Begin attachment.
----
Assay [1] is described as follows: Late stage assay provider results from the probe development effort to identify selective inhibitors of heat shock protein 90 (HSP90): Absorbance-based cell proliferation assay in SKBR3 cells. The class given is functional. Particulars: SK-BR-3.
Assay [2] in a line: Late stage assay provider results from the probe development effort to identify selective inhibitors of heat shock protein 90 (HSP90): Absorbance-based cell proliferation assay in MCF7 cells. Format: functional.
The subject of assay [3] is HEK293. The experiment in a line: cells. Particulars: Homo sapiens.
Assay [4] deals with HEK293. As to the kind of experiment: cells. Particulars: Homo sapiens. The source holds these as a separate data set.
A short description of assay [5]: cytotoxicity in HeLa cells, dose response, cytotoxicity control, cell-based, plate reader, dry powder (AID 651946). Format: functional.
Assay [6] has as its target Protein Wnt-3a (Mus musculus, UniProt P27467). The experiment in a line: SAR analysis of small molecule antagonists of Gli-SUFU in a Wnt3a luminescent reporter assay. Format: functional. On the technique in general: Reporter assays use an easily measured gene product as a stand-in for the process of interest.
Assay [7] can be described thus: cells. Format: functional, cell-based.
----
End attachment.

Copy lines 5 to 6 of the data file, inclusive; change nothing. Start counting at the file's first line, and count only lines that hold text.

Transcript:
A short description of assay [5]: cytotoxicity in HeLa cells, dose response, cytotoxicity control, cell-based, plate reader, dry powder (AID 651946). Format: functional.
Assay [6] has as its target Protein Wnt-3a (Mus musculus, UniProt P27467). The experiment in a line: SAR analysis of small molecule antagonists of Gli-SUFU in a Wnt3a luminescent reporter assay. Format: functional. On the technique in general: Reporter assays use an easily measured gene product as a stand-in for the process of interest.